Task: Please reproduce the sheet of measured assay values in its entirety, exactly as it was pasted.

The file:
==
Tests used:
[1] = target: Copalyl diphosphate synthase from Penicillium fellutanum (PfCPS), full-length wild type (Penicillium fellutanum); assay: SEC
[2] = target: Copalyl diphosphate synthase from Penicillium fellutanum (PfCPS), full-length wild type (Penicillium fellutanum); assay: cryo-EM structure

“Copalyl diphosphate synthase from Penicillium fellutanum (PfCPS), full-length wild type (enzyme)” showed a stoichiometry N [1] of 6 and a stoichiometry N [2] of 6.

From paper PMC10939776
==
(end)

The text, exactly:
Tests used:
[1] = target: Copalyl diphosphate synthase from Penicillium fellutanum (PfCPS), full-length wild type (Penicillium fellutanum); assay: SEC
[2] = target: Copalyl diphosphate synthase from Penicillium fellutanum (PfCPS), full-length wild type (Penicillium fellutanum); assay: cryo-EM structure

“Copalyl diphosphate synthase from Penicillium fellutanum (PfCPS), full-length wild type (enzyme)” showed a stoichiometry N [1] of 6 and a stoichiometry N [2] of 6.

From paper PMC10939776